Local policymakers, educators and other stakeholders have taken up the 21st century skills agenda with gusto. For example, the Gonski Review’s ‘integrated package’ of 23 recommendations ‘will transform Australian school education’ and ‘prepare current and future generations of school students to succeed in life and 21st century careers.’ A key aspect of the package is to redesign the Australian Curriculum as a series of learning progressions that raise the status of the ‘general capabilities’ (with literacy and numeracy as priorities) within subject areas. These are to be accompanied by online assessment tools. Taxpayers are now funding work on both of these, neither of which has a solid evidence base to support its introduction.

According to ACARA’s CEO, the Australian Curriculum is ‘vitally important’ in improving Australia’s position on international rankings. Its three-dimensional design is distinctive for the focus on knowledge and skills and the accompanying requirement for schools to teach seven general capabilities. In addition to literacy and numeracy, these are personal and social capability; critical and creative thinking; ethical understanding; intercultural understanding; and information and communication technology capability. A major barrier to the effective take-up and teaching of these capabilities has been the lack of explicit guidance in the Australian Curriculum. Pedagogy, like most other practical aspects of teaching and learning, is the responsibility of states and territories. And it gets even more complicated. A recent NSW Department of Education research paper, authored by US cognitive scientist Daniel Willingham, cautions Australian policy makers and education systems to reconsider the Gonski Review’s recommendation to increase the exposure of general capabilities in the national curriculum. He discounts efforts to teach students general critical thinking skills, claiming evidence of ‘limited success’. Willingham’s research confirmed that students must have a good knowledge of academic disciplines in order to have something to think critically about.

Policymakers also place an increasing emphasis on accountability and evidence of improved ‘outcomes’. The new god is ‘data’; all we need to do is collect and analyse enough statistics from enough sources, lay them at the education altar, and the answers will appear. In the era of the 21st century learning agenda, this fixation on data is likely to be accompanied by the adoption of educational experiments that will be dropped over the top of Australian schooling to add to the bureaucratic and administrative layers already in place. This will do nothing to reduce teachers’ frustration at the pedagogical uncertainty caused by the constant adoption of fads. It will, however, add to the requirement for expensive professional development.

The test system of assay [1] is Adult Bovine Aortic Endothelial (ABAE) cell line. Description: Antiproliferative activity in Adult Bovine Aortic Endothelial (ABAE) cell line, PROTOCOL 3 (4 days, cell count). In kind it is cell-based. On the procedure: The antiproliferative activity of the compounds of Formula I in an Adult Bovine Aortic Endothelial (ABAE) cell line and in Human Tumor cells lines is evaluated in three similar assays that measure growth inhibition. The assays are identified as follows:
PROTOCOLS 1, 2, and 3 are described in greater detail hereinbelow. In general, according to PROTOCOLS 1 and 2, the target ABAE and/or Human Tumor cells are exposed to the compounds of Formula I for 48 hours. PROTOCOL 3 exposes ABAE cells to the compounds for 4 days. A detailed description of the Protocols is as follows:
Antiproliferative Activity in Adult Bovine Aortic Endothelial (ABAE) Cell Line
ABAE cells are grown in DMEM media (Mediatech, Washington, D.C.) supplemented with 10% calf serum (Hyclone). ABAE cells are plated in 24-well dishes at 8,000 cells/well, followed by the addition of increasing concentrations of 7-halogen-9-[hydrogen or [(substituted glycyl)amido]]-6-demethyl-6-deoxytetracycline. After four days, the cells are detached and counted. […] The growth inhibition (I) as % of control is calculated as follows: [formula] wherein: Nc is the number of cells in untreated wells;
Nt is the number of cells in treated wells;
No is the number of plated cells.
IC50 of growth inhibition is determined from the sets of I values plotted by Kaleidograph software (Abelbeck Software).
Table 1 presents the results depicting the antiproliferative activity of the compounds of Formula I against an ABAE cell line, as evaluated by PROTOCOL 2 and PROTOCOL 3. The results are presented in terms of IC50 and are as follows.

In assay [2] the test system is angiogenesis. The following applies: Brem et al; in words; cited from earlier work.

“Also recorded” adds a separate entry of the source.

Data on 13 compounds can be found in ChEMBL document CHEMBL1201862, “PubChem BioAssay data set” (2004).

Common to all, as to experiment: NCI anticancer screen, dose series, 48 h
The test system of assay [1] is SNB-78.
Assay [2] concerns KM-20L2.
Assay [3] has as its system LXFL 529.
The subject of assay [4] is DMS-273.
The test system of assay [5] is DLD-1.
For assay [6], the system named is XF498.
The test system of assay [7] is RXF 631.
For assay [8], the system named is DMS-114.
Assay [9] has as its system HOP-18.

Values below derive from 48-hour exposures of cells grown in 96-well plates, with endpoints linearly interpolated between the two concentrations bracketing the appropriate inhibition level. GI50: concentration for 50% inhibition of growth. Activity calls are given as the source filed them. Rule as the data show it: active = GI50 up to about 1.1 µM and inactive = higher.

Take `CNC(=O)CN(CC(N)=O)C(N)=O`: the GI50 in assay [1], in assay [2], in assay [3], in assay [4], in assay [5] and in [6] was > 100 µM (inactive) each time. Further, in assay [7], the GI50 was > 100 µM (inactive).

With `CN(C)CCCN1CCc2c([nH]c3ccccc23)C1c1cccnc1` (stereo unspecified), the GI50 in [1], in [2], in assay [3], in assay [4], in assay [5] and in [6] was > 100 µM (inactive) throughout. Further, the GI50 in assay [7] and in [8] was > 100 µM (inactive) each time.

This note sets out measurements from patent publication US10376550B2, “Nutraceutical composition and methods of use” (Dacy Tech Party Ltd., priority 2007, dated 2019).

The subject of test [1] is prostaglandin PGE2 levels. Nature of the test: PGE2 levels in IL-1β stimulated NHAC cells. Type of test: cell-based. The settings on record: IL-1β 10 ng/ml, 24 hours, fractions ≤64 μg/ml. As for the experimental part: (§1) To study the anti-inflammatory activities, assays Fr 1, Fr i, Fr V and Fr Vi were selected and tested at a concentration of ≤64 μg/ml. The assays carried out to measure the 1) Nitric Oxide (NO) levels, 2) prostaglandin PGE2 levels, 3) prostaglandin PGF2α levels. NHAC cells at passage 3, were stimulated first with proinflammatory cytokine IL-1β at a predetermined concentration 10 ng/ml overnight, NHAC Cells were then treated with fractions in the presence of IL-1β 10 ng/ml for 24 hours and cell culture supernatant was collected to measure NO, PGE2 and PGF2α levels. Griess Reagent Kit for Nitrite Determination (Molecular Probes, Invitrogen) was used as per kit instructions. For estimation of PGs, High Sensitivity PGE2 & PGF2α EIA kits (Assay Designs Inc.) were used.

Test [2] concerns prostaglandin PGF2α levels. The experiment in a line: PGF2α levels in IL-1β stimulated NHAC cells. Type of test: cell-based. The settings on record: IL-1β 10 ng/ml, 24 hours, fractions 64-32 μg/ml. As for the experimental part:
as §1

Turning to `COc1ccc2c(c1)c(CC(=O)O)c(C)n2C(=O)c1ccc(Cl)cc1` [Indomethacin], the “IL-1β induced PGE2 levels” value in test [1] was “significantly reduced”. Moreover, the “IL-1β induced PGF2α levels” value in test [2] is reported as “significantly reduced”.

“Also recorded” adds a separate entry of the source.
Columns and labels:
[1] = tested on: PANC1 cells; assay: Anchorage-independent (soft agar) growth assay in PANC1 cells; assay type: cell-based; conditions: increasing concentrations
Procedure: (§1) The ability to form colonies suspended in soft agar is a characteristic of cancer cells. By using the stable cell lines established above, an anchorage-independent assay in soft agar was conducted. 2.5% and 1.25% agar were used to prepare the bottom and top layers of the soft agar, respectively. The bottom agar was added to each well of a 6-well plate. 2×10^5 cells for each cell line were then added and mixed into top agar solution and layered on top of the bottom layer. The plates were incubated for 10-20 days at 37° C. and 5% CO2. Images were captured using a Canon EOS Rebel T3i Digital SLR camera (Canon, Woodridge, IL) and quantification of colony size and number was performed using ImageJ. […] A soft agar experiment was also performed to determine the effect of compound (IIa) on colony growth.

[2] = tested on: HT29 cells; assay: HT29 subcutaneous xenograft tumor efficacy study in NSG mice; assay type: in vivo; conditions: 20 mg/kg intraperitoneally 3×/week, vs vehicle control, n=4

The ‘naive credentialism’ of the Hawke government, reflected in policy reforms that rebadged colleges of advanced education as universities, may also have worked against the move to a clever country. As academic expectations have become more varied, generations of teachers have earned the reputation of ‘Jack of all trades, master of none’. In part because of the uncapping of university places, teacher training programs have been compromised by lowering of entrance requirements, and this compares poorly with the rigorous standards demanded of pre-service teachers in high-performing countries. Too few teachers graduate with specialist qualifications in languages, history, mathematics and the sciences. And when they enter the classroom as professionals, their reality is that Australia has no nationally agreed national standards and assessment practices in core subjects and skills at any level, which should be of particular concern for those wanting to understand the expectations of students transitioning from primary to secondary school and those leaving school for the next stage of life.

Critically, the inconsistent implementation of the Australian Curriculum across the nation also works against improvements in student outcomes.

Employers and tertiary institutions are concerned about the literacy and numeracy skills of school leavers. Enrolments in senior secondary mathematics, science, history and languages, in particular, are low and falling. Many of these issues are in direct contrast to the characteristics of the high-performing systems with which Australian students now compete.

Aspiring to be the clever country requires sophisticated consideration and clarification of education in the unique Australian context. Actually educating a clever country demands a long-term commitment to intellectual endeavour that utilises local knowledge, expertise and innovation to address deficits and seize opportunities.

Dr Deidre Clary and Dr Fiona Mueller are former secondary school teachers who moved into tertiary institutions and then onto school education policy.